Thread: Dialectical logic is not Dialectical materialism

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  1. #41
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    Hyacinth, Trivas has already been told that Marx often uses informal logic, and in that sense his arguments can be described as 'logically compelling'.
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    1)

    Thesis: Reformist mass party
    Anti-Thesis: "Revolutionary" conspiracist circles
    Synthesis: Revolutionary mass party

    2)

    Thesis: Bourgeois-democratic revolution
    Anti-Thesis: Social-proletocratic revolution
    Synthesis: Social-democratic revolution
    This is bullcrap.

    What if the Theses isn't on the agenda any more? Obviously, A and B have to be actual, existent, not imaginative. Otherwise, as Rosa says, they are just phrases.
    Some honest revolutionaries still think that reformist mass parties are the way to go (consider the IMT or those who simply wish to build new reformist mass parties ). I was using a historical precedent (and, unfortunately, "revolutionary" conspiracist CIRCLE-sects are abound today ). To be more precise:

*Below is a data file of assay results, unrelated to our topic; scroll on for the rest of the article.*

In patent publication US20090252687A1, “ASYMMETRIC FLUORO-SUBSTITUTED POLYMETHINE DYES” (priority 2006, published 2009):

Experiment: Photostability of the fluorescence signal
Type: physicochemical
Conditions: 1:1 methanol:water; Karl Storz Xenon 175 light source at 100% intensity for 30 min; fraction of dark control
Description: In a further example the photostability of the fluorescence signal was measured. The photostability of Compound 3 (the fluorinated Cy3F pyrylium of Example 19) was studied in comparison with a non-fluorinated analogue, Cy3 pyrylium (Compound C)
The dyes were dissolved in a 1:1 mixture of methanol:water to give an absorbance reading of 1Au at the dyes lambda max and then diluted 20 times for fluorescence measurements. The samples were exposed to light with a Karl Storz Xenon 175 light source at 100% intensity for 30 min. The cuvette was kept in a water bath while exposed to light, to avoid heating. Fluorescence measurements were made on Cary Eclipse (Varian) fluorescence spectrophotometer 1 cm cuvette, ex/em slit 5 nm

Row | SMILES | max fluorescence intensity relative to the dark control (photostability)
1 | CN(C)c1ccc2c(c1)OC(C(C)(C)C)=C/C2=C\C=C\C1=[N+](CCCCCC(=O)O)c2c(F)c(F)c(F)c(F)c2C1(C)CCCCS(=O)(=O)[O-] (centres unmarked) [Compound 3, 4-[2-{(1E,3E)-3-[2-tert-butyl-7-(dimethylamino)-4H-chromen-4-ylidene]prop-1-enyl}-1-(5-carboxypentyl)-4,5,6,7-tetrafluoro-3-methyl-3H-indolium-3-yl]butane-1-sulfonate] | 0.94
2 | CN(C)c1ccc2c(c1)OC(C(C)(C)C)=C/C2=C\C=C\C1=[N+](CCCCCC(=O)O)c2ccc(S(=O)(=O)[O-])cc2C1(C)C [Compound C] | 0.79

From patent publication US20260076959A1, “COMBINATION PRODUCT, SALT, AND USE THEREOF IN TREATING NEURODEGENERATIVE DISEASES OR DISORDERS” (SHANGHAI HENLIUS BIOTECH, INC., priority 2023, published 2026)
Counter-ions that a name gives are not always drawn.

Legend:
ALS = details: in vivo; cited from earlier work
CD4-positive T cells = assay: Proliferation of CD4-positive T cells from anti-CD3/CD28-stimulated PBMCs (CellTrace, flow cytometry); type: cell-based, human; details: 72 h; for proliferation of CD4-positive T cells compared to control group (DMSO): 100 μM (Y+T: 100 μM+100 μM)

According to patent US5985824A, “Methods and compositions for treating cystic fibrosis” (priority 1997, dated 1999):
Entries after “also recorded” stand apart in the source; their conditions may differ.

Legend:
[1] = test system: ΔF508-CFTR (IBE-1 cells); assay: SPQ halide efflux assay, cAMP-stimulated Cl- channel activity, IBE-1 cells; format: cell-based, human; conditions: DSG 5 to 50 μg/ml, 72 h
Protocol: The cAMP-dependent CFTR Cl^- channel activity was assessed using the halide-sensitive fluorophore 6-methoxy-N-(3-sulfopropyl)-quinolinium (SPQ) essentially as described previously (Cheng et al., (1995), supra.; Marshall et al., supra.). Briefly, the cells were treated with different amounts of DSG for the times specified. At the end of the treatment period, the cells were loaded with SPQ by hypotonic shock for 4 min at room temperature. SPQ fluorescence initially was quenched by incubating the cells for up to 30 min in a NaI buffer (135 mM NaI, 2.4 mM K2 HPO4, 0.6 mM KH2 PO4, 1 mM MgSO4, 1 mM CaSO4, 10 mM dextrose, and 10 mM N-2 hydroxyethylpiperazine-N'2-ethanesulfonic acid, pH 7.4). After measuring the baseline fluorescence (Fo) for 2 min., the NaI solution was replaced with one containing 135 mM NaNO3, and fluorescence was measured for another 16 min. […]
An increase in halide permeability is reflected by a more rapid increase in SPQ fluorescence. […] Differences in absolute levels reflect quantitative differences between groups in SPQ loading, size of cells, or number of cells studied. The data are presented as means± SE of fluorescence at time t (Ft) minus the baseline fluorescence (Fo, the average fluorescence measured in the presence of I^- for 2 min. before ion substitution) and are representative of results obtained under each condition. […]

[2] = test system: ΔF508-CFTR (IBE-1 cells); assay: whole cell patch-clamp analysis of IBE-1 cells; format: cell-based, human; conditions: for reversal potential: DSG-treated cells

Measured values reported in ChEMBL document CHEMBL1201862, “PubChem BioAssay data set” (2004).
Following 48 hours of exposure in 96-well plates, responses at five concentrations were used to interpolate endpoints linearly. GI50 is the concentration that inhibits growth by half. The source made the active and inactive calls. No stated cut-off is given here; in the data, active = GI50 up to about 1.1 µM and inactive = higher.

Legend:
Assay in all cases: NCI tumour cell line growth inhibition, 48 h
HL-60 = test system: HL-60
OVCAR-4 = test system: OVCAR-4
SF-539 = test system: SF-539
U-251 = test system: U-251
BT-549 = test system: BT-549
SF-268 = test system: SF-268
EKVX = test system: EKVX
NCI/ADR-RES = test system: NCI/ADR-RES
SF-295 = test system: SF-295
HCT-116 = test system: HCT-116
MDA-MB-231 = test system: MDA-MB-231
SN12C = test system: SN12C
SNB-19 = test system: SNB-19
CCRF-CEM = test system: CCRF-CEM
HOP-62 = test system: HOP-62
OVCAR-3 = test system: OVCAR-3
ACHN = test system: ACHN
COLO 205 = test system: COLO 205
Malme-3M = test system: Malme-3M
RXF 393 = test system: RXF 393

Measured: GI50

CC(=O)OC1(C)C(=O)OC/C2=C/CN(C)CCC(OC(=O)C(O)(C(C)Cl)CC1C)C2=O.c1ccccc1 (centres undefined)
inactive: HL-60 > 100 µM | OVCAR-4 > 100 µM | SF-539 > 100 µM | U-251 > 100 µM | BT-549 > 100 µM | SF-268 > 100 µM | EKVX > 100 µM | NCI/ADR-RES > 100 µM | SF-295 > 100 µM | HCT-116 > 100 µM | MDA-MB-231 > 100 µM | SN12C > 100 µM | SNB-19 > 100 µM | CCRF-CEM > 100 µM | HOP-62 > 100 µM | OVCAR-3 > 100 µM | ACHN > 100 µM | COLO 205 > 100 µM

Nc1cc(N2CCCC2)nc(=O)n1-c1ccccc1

Thesis (has implications for the ordering below): Either German Social Democracy or Belgian Social Democracy
    Anti-Thesis: Pre-1917 Bolsheviks
    Synthesis: 1917 Bolsheviks (mass party) or SPD

    In case you didn't notice, I was trying to make a POLITICAL and not a crap-philosophical point:

    http://www.revleft.com/vb/dual-membe...420/index.html
    http://www.revleft.com/vb/united-soc...056/index.html
    http://www.revleft.com/vb/sozialdemo...754/index.html

    just as you can't count on "mass party" to be a liberating factor. Your obsession with Lenin creates these confusions
    Wrong guy - Lenin frequently invoked the true founder of "Marxism" (you yourself mentioned Cyril Smith in identifying this founder) in trying to adopt SPD organization to Russian circumstances. It is the latter who has my utmost interest, considering (sorry Rosa, but I have to invoke the "dyna-mat totality" and apply it to "history" here ):

    1) There was no class struggle during the German unification drive.
    2) The international proletariat's first vanguard party was formed nevertheless on a MASS party approach.
    3) There is a relative absence of class struggle today, though more people are getting pissed with neoliberalism.
    4) There's rampant, amateurish CIRCLE-ism today (i.e., "sectarianism").
    5) Conclusion: United Social Labour's organizational concept is derived, notwithstanding the historical mistake of accepting pseudo-reformist "social-democratic" HACKS (Belgian Soc-Dem and ultimately the SPD itself), from the historical mass-party precedent set by the international proletariat's first vanguard party, the SPD.